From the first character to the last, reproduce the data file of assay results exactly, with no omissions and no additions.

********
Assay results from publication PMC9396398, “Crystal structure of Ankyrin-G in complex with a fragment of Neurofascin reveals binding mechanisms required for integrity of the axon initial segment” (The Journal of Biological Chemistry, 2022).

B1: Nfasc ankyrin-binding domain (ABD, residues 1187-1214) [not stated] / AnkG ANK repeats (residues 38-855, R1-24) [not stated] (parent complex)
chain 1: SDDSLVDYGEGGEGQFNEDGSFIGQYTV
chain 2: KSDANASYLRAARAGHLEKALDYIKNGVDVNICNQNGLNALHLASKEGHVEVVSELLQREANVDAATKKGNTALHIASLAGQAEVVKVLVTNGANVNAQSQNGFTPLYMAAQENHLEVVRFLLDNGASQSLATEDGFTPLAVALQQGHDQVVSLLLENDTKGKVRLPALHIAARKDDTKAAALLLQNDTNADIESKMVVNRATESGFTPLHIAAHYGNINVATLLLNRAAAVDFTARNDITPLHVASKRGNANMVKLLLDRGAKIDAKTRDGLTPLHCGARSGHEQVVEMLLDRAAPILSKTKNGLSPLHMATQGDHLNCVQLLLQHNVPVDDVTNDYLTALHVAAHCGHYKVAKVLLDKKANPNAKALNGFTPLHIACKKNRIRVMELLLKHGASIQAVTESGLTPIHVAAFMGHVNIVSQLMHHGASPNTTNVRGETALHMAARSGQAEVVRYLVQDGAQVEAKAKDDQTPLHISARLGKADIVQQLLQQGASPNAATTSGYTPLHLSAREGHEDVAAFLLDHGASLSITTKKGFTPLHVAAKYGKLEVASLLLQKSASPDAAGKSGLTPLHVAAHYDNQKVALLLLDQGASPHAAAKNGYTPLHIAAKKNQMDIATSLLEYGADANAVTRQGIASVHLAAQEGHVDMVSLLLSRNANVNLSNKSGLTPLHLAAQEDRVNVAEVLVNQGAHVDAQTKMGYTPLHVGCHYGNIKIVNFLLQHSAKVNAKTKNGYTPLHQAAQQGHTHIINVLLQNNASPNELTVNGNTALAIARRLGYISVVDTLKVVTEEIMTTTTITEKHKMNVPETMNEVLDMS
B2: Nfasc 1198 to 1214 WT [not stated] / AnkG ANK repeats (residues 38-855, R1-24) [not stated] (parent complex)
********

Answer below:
Assay results from publication PMC9396398, “Crystal structure of Ankyrin-G in complex with a fragment of Neurofascin reveals binding mechanisms required for integrity of the axon initial segment” (The Journal of Biological Chemistry, 2022).

B1: Nfasc ankyrin-binding domain (ABD, residues 1187-1214) [not stated] / AnkG ANK repeats (residues 38-855, R1-24) [not stated] (parent complex)
chain 1: SDDSLVDYGEGGEGQFNEDGSFIGQYTV
chain 2: KSDANASYLRAARAGHLEKALDYIKNGVDVNICNQNGLNALHLASKEGHVEVVSELLQREANVDAATKKGNTALHIASLAGQAEVVKVLVTNGANVNAQSQNGFTPLYMAAQENHLEVVRFLLDNGASQSLATEDGFTPLAVALQQGHDQVVSLLLENDTKGKVRLPALHIAARKDDTKAAALLLQNDTNADIESKMVVNRATESGFTPLHIAAHYGNINVATLLLNRAAAVDFTARNDITPLHVASKRGNANMVKLLLDRGAKIDAKTRDGLTPLHCGARSGHEQVVEMLLDRAAPILSKTKNGLSPLHMATQGDHLNCVQLLLQHNVPVDDVTNDYLTALHVAAHCGHYKVAKVLLDKKANPNAKALNGFTPLHIACKKNRIRVMELLLKHGASIQAVTESGLTPIHVAAFMGHVNIVSQLMHHGASPNTTNVRGETALHMAARSGQAEVVRYLVQDGAQVEAKAKDDQTPLHISARLGKADIVQQLLQQGASPNAATTSGYTPLHLSAREGHEDVAAFLLDHGASLSITTKKGFTPLHVAAKYGKLEVASLLLQKSASPDAAGKSGLTPLHVAAHYDNQKVALLLLDQGASPHAAAKNGYTPLHIAAKKNQMDIATSLLEYGADANAVTRQGIASVHLAAQEGHVDMVSLLLSRNANVNLSNKSGLTPLHLAAQEDRVNVAEVLVNQGAHVDAQTKMGYTPLHVGCHYGNIKIVNFLLQHSAKVNAKTKNGYTPLHQAAQQGHTHIINVLLQNNASPNELTVNGNTALAIARRLGYISVVDTLKVVTEEIMTTTTITEKHKMNVPETMNEVLDMS
B2: Nfasc 1198 to 1214 WT [not stated] / AnkG ANK repeats (residues 38-855, R1-24) [not stated] (parent complex)